- Open Access
SMC3 knockdown triggers genomic instability and p53-dependent apoptosis in human and zebrafish cells
© Ghiselli; licensee BioMed Central Ltd. 2006
- Received: 23 September 2006
- Accepted: 02 November 2006
- Published: 02 November 2006
The structural maintenance of chromosome 3 (SMC3) protein is a constituent of a number of nuclear multimeric protein complexes that are involved in DNA recombination and repair in addition to chromosomal segregation. Overexpression of SMC3 activates a tumorigenic cascade through which mammalian cells acquire a transformed phenotype. This has led us to examine in depth how SMC3 level affects cell growth and genomic stability. In this paper the effect of SMC3 knockdown has been investigated.
Mammalian cells that are SMC3 deficient fail to expand in a clonal population. In order to shed light on the underlying mechanism, experiments were conducted in zebrafish embryos in which cell competence to undergo apoptosis is acquired at specific stages of development and affects tissue morphogenesis. Zebrafish Smc3 is 95% identical to the human protein, is maternally contributed, and is expressed ubiquitously at all developmental stages. Antisense-mediated loss of Smc3 function leads to increased apoptosis in Smc3 expressing cells of the developing tail and notocord causing morphological malformations. The apoptosis and the ensuing phenotype can be suppressed by injection of a p53-specific MO that blocks the generation of endogenous p53 protein. Results in human cells constitutively lacking p53 or BAX, confirmed that a p53-dependent pathway mediates apoptosis in SMC3-deficient cells. A population of aneuploid cells accumulated in zebrafish embryos following Smc3-knockdown whereas in human cells the transient downregulation of SMC3 level lead to the generation of cells with amplified centrosome number.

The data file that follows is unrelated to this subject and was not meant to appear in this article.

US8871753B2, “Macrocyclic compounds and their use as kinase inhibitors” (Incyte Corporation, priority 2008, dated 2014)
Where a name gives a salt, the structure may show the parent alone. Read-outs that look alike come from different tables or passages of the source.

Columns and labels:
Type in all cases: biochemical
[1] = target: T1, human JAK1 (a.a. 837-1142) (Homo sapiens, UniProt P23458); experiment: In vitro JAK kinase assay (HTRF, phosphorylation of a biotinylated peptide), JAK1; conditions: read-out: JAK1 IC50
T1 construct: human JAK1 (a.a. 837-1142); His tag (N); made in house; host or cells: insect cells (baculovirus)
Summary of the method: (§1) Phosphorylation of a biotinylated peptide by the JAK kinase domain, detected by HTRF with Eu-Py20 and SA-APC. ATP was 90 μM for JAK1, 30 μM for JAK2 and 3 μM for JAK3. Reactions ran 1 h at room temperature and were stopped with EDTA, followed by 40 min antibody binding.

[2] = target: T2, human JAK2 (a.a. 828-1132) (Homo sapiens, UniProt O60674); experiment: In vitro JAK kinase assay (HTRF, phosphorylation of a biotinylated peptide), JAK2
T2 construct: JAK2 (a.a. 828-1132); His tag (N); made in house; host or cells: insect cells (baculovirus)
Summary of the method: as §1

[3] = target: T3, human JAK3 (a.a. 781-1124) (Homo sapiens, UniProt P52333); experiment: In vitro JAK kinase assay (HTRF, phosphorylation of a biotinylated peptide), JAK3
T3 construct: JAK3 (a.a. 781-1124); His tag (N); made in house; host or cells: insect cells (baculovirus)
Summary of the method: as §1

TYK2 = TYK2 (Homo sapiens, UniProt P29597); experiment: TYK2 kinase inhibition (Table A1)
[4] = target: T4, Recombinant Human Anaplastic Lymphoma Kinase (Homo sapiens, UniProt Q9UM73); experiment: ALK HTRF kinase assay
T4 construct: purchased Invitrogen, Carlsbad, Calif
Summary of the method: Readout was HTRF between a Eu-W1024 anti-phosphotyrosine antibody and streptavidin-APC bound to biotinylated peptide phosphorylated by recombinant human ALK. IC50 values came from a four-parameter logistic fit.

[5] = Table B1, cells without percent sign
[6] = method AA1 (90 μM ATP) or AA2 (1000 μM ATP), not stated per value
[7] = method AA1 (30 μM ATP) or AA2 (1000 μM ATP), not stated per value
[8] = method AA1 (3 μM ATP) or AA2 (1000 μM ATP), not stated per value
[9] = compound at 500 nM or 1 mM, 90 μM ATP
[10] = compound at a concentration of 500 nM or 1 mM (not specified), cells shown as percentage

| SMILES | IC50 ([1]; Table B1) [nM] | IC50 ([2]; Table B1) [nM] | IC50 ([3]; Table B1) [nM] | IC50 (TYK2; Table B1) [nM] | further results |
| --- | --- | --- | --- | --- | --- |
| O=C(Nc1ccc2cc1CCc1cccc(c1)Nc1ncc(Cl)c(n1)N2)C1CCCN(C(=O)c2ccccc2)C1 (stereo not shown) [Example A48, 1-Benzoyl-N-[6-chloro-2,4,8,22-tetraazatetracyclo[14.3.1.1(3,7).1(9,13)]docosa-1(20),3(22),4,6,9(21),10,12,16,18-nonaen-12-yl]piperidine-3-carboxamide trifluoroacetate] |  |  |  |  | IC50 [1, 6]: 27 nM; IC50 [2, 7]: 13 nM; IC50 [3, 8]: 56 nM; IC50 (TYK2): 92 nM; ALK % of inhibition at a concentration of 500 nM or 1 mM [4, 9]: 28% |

Smc3 is required for normal embryonic development. Its deficiency affects the morphogenesis of tissues with high mitotic index by triggering an apoptotic cascade involving p53 and the downstream p53 target gene bax. Cells with low SMC3 level display centrosome abnormalities that can lead to or are the consequence of dysfunctional mitosis and/or aneuploidy. Collectively the data support the view that SMC3 deficiency affects chromosomal stability leading to the activation of p53-dependent mitotic checkpoint.
- HCT116 Cell
- Zebrafish Embryo
- Mitotic Checkpoint
- Aneuploid Cell
- Centrosome Amplification